RSD/CRPS Facts

1.) The mean age at diagnosis is 42 years. However, we are seeing more injuries among young girls, and children as young as 3 years old can get CRPS.(1)

2.) One of the symptoms of RSD/CRPS is Edema (Swelling.) Medical Professionals tend to tell Patients to use Ice.  Ice is OFTEN mistaken as the best treatment, but in many cases it can actually cause further nerve damage.  Moist heat has been shown as a better alternative with elevation and other means to control the edema.

Everyone is different but use caution any time ICE is suggested.

3.) There is no cure for RSD but the earlier you can get treatment the better, but never give up the hope of remission.  

Some promising treatments include sympathetic nerve blocks, medication (such ascalcitonin, IVIG, Ketamine, Calcium channel/Beta/Sodium/NDMA blockers, steroidstricyclicanti-depressives, anti-convulsives, and NSAIDs), physical therapy (Aqua, Horse, and Typical Dry therapies)psychotherapy, Calmare, ultrasound and electrical stimulation. More invasive treatments include, spinal cord stimulators, dorsal column stimulators,  ketamine infusions, morphine pumps, STS (Vecttor). There are more treatments available as the research progresses.

Any treatment you start should be well researched and discussed with your doctor before starting or ending regimen of treatment.


4.) RSD pain is ranked 45 on the McGill pain index, which means it is rated as the most painful chronic pain disease that exists. It is above cancer(non-terminal), and both medicated and non-medicated pregnancy.

5.) Early and accurate diagnosis and appropriate treatment are key to recovery, yet many health care professionals and consumers are unaware of its signs and symptoms. Typically, people with CRPS report seeing an average of FIVE physicians before being accurately diagnosed.(1)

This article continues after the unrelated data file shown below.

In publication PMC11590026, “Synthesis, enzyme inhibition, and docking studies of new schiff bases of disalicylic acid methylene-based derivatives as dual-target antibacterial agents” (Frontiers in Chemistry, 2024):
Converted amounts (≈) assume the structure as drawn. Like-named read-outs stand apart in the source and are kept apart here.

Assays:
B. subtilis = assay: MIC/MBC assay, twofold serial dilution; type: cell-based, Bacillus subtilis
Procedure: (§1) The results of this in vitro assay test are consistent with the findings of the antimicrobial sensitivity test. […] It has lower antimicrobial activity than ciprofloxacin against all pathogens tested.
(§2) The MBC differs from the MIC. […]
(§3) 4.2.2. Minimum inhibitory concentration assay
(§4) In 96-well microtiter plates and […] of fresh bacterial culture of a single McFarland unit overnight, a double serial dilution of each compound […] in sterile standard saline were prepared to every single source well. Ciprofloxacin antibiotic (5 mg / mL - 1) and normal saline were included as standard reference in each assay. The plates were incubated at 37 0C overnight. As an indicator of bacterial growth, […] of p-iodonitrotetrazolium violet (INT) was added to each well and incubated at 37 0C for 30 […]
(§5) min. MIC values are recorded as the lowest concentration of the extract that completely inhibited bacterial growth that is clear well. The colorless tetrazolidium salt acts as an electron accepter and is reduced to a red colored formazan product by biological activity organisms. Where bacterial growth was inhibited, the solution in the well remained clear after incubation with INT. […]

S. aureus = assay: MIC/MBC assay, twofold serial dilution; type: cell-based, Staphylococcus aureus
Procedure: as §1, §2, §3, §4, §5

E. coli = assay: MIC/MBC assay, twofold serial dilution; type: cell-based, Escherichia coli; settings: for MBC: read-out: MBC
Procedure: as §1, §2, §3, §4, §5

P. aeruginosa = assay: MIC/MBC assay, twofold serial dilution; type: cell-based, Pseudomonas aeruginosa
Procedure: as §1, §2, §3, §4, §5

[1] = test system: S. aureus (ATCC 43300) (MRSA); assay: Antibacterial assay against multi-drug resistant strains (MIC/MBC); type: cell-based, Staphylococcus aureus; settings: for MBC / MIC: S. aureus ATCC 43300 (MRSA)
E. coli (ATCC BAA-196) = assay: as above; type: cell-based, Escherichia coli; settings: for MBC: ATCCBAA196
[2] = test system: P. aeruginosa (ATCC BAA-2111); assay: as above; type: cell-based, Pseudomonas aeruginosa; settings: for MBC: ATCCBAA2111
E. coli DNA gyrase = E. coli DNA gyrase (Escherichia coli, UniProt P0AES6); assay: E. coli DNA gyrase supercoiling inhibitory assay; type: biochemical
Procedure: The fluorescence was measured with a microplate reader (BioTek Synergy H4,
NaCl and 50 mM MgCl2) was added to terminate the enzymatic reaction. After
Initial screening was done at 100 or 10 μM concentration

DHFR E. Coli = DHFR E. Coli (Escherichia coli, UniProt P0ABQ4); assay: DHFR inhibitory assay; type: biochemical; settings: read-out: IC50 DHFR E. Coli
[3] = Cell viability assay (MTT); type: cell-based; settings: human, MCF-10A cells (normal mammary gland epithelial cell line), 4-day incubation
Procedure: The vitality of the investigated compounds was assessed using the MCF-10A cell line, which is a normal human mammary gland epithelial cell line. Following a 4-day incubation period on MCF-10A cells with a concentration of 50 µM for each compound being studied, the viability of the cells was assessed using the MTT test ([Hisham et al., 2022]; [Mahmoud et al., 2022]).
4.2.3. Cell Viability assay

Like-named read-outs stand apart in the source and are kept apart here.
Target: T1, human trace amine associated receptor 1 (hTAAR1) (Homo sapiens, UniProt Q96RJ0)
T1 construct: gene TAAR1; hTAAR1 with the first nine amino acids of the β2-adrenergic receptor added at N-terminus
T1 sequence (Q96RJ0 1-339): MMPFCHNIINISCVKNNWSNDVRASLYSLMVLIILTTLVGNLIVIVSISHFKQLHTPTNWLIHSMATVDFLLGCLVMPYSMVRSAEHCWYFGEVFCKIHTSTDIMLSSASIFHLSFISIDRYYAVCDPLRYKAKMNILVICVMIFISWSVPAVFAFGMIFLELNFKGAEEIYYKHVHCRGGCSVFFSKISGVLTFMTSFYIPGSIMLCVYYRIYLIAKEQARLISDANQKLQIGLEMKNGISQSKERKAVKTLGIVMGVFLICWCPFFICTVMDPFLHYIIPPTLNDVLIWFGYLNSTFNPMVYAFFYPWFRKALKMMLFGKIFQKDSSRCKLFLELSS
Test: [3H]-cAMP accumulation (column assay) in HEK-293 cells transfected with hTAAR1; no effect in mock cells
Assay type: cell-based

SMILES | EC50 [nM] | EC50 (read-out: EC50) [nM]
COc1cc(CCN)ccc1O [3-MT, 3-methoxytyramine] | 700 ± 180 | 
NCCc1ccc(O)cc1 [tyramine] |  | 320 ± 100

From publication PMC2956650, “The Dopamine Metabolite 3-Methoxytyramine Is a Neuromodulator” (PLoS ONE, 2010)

6.) It is not a rare disorder, and may affect millions of people.  It is hard to pinpoint the number of people who have RSD/CRPS, though some estimates put the number of people afflicted with this syndrome at 6 million (2) and other estimates claim between 5% and 10% of the population.
That makes the RSD/CRPS population of the United States greater then that of the Combined Military, 
2,221,502. (3)

7.)This is not a mental disorder. The development of psychological problems does occur in some patients.  It is important to develop a good support system with your doctors, family and friends to alleviate additional stress.  Find and utilize local or online support groups.  YOU ARE NOT ALONE, YOUR PAIN IS REAL

8.)There are two types of RSD/CRPS

Type One (I) is what we would call classic RSD and now it is called CRPS. It involves soft tissue injuries such as burns, sprains, strains, tears, and most of the medical issues that end in “itis” ; bursitis, arthritis, and tendonitis to name a few. It can involve minor nerve damage.
Type Two (II) involves damage to a major nerve. It used to be called Causalgia. It also involves a clearly defined nerve injury that can be tested by an Electromyography (EMG).(4)
9.) 54% of returning war veterans with chronic pain, according to a 2006 survey taken by the American Pain Foundation, are diagnosed with Polytrauma or Causalgia (both military “code” for RSD). This is “Easing the way for vets and civilians, [as] more insurers are covering Ketamine infusions, says Dr. Getson. (8)10.) A lot of studies now show it is rare in Chronic Pain Patients, who take Opioids and Pain Medicine daily, to become addicted to them, even in patients with histories of drug abuse and/or addiction.  RSD/CRPS patients can develop a physical dependence on opioid drugs, but this is not the same thing as addiction, which is an aberrant psychological state. (5)

11.)

We deserve to wake up each day and smile. We are more than just patients, we are mothers, fathers, daughters, sons, aunts, uncles, nieces, nephews, grandchildren, grandparents, and more greatly we are unique. We are what we allow ourselves to be and if we allow a big bully like RSD/CRPS define who we are, then that is wrong! You are worth it, and that’s a FACT!12.)

Reflex Sympathetic Dystrophy remains grossly under treated in most patients. The reasons for this are:  lack of knowledge among both health professionals and consumers about pain management; exaggerated fears of opioid side effects and addiction; and health professionals’ fear of medical board and DEA scrutiny, even when controlled substances are used appropriately for pain relief. (5)13.)